How to Find Parks & Trails Near You

I think it’s human nature to think we have to go on a road trip or hop on a plane to get to cool parks and trails…while ignoring most of the cool places in our local area.

"find local parks and trails" with image of woman hiking in the autumn woods

Then COVID-19 came along with social distancing, limited park services and close-to-home campaigns. There was never a better time to discover those local spots.

Just because the world has moved on (thankfully), it doesn’t mean you shouldn’t continue to take advantage of great trails, parks and waterways near you.

You don’t have to wait for weekends and vacation time to enjoy great hiking, camping, biking, paddling, snowshoeing—whatever it is you love to do.

What’s the best way to find them? Here are our suggestions:

Research Your County’s Parks & Rec Website Section

I live in the Twin Cities are of Minnesota, so there are several counties in my local area, each with its own Parks and Recreation department. I’ve found they each have various levels of thoroughness in their online information—from hardly any to very detailed.

But even the least helpful web pages give you a decent place to start: your local regional and county parks. At minimum they’ll be listed with an address and the types of activities available at each one.

The good ones will have plenty of helpful information including trail mileages, gear rental details, any fees, how to get permits, etc.

crosby farm regional park on the Mississippi River
Sometimes the only information you get on a local park is its address—then it’s time to go explore for yourself!

Dig into Your City’s Parks & Rec Department

Larger cities have their own Parks & Rec department, so that’s another place to dig in.

City parks, regional bike trails, canoe and kayak launches, ski trails—if they’re funded by your city instead of the county or state, they’ll be here.

Check Out Your State’s State Parks Website

For Minnesotans we have the Minnesota DNR (Department of Natural Resources) and Explore Minnesota (the state tourism entity).

Your state will have something similar. Research both your state government’s natural resources department and your state’s tourism department to find parks and trails in your local area.

Look at the National Park Service Website

Do you have a national park, monument, water trail or natural area near you? You may be surprised at what’s close by that you never knew about!

Go to the National Park Service’s website to search and learn about specific areas near you.

hiking afton state park
It was my sister-in-law who told me about this hiking trail in one of our local state parks

Ask Your Local Outdoors Retailers & Outfitters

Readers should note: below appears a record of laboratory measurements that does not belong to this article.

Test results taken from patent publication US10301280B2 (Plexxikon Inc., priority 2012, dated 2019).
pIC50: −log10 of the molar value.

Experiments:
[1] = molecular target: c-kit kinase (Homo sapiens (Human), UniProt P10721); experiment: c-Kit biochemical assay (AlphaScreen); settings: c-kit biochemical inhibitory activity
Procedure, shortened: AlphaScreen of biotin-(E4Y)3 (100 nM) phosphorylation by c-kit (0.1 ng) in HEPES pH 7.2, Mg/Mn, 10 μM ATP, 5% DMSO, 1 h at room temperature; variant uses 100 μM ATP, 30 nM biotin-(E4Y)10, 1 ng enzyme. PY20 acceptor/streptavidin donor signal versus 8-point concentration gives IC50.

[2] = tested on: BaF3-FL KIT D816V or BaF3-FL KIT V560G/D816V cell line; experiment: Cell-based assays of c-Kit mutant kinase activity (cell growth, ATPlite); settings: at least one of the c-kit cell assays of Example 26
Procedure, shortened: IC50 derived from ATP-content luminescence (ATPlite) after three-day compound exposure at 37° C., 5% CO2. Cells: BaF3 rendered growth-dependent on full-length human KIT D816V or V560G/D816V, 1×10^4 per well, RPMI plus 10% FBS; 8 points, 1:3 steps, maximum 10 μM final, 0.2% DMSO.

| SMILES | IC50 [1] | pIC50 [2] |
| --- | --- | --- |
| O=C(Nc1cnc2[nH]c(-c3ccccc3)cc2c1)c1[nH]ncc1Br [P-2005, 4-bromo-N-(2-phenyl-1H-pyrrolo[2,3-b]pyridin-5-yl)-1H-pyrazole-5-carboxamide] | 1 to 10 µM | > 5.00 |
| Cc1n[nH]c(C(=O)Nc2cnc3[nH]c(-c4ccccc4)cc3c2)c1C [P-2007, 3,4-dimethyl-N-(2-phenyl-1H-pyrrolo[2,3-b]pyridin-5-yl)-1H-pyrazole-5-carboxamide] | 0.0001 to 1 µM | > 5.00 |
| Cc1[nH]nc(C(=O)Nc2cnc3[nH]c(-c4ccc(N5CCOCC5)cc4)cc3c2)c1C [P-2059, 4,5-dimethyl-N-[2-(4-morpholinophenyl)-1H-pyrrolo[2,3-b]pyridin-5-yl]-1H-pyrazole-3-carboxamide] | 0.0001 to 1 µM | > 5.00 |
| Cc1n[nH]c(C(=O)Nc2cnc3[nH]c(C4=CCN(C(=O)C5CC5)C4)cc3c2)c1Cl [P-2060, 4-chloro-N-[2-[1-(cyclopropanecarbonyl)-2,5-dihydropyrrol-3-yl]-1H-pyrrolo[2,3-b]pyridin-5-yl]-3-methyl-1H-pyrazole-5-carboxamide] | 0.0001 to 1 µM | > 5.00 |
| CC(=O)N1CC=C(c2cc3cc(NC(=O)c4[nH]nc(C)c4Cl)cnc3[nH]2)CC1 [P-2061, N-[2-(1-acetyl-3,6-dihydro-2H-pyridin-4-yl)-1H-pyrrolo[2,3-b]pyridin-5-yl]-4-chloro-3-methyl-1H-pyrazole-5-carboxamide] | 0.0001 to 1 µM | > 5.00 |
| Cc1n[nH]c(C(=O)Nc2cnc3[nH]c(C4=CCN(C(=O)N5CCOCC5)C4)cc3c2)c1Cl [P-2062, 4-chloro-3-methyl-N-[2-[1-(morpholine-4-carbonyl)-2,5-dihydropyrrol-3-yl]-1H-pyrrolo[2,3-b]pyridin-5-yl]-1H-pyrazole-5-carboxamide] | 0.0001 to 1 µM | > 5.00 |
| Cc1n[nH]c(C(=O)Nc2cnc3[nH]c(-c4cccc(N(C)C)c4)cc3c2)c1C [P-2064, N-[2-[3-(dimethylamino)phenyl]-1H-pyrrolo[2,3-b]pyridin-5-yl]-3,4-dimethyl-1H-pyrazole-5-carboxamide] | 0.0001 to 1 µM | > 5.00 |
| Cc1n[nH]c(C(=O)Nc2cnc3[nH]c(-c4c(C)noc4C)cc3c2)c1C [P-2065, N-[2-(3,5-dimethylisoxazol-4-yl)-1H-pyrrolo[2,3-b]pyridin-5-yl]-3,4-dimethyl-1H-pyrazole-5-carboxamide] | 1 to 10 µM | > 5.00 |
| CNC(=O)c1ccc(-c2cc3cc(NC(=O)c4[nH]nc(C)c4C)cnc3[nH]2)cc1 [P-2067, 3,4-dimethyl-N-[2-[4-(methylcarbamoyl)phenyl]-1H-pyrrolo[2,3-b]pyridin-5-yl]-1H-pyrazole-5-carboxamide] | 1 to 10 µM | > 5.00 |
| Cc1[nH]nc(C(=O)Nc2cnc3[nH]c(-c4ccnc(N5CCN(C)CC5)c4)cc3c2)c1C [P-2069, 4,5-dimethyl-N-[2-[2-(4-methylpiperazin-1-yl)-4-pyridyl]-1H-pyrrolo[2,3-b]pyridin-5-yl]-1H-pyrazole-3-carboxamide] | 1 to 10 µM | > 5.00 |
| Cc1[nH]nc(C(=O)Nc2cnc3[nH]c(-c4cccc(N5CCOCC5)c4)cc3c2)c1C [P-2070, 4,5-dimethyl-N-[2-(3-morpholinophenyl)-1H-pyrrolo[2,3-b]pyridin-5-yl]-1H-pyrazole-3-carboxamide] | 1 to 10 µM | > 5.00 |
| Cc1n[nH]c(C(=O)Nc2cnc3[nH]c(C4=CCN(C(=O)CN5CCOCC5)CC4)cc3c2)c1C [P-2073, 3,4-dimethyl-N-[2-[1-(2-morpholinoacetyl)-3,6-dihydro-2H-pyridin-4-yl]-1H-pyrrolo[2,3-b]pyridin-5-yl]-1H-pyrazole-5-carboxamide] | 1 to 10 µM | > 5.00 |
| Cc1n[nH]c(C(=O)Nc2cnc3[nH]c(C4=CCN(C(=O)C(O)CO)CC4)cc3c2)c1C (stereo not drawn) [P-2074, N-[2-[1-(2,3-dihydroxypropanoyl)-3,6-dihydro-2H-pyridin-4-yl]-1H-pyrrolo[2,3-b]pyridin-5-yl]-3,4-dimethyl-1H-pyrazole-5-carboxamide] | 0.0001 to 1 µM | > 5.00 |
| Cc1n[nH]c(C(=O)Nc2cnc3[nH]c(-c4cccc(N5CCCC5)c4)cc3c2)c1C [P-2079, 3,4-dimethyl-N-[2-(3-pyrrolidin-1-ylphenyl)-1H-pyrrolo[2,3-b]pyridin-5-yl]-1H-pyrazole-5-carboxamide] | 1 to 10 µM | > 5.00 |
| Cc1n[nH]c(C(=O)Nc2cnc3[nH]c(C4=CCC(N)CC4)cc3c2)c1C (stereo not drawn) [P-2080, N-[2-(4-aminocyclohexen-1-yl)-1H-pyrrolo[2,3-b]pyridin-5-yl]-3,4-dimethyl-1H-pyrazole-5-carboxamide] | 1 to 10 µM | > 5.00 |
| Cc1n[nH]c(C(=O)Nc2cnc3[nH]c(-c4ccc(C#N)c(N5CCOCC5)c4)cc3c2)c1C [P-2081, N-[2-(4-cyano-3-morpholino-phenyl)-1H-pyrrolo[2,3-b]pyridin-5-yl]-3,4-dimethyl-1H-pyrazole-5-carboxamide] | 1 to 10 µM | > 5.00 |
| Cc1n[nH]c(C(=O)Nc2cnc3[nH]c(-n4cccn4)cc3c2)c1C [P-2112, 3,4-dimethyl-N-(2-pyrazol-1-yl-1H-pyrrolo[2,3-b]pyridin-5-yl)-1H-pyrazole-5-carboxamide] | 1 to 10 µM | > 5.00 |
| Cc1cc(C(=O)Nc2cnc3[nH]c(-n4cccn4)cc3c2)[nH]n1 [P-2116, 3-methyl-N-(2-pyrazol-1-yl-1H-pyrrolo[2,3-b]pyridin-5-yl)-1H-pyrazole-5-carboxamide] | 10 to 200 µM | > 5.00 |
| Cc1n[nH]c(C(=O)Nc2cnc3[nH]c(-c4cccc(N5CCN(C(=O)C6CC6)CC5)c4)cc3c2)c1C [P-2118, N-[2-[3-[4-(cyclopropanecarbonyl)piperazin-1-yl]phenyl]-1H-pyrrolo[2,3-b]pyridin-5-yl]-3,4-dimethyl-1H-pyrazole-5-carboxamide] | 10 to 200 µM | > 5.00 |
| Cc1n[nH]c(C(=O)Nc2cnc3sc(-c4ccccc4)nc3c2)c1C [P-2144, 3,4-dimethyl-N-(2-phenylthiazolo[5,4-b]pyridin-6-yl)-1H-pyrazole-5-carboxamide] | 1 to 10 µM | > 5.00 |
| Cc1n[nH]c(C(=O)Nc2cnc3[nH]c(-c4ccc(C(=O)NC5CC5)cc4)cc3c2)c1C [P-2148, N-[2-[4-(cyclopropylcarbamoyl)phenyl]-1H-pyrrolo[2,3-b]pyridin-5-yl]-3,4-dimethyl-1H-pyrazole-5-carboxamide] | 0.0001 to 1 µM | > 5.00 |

Outfitters are in the business of knowing the best outdoor destinations in their area to bring their guests. You may find plenty of info on their website or social pages.

A super way to get to know more about your area is to sign up for a tour, then talk to your guide and ask for his or her suggestions of favorite places.

Local outdoors retailers are another good resource, since most of their employees will be outdoor lovers, too. Next time you’re in the store to make a purchase, ask the staff for ideas.

Find Local Clubs and Groups

Many metropolitan areas host local clubs and groups that are outdoors based: biking clubs, hiking clubs, paddling clubs, climbing clubs.

You can find these in a few different ways:

  • Online search for club/group websites
  • Social Media search (Facebook, especially)
  • If outdoor retailers have a bulletin board in their store, you’ll likely find info about outdoors clubs and groups there
kayaking a local creek, saint paul
A local group website gave the best details about kayaking this urban creek near me

Search for Facebook & Discussion Groups

Sometimes an online discussion group will be your best source of information. If you can find one near you that covers the activity/activities you enjoy, join it and jump in.

Most outdoor lovers love to share their photos, adventures and suggestions.

Ask Your Outdoorsy Friends (and invite yourself along!)

And of course, if you have friends and family members who are active outside, invite yourself along! Or at the very least, ask them for their favorite trails, parks, waterways and campgrounds.

Sometimes it’s hard to match up schedules, but you can always get ideas and head out on your own.

Use Your Local Spots to “Train” for Destination Adventures

One great reason for being familiar with your local parks and trails is that they can be a huge help in preparing for an out-of-town outdoor adventure.

two women with bikes on top of hill overlooking macinac city
If I had trained for hills at home first, maybe I wouldn’t have had to walk my bike up all Mackinac Island’s huge hills!

For example, my next trip to visit family in Colorado. While I can’t prepare ahead of time for the altitude, I can get my legs ready with hill workouts in local parks I’m familiar with.

Because I’ve done the research and taken the time to explore many of them, I know which ones have the biggest hills.

Another example: Say your dream is to kayak on the ocean. If you’ve never been in a kayak, maybe the ocean isn’t the optimal place to start! But maybe you can find a local kayak outfitter, touring company or even club that can get you going on your skills and confidence.

By taking advantage of local outdoor spots first, we will likely be more confident when getting to our dream destinations. We’ll also enjoy them more and probably be less sore afterwards 🙂

Here’s more…

Sharon Brodin